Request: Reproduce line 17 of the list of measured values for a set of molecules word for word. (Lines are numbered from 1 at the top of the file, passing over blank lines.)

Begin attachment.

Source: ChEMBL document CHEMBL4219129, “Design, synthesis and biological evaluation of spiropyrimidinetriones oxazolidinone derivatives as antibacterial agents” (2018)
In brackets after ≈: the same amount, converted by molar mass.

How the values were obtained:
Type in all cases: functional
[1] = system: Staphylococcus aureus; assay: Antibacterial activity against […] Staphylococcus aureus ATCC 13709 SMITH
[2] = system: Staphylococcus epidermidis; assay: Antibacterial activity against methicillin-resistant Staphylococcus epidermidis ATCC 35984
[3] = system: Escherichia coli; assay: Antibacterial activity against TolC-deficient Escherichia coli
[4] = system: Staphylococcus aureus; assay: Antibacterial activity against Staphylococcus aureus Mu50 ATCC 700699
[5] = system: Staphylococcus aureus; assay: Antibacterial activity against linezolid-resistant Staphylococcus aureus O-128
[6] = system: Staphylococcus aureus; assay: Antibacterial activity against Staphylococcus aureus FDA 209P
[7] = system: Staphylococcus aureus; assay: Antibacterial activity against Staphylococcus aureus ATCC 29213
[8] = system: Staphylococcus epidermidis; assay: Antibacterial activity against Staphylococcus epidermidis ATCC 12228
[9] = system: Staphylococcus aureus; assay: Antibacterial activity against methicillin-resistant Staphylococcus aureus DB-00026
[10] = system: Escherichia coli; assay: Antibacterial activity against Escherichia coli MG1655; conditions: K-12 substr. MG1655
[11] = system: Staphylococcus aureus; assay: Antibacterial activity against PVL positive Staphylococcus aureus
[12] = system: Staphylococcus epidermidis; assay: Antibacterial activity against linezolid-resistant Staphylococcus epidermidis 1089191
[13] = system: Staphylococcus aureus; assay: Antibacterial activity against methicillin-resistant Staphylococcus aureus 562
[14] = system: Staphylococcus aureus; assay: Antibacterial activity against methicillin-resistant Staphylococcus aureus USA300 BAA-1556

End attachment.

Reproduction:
[13] = system: Staphylococcus aureus; assay: Antibacterial activity against methicillin-resistant Staphylococcus aureus 562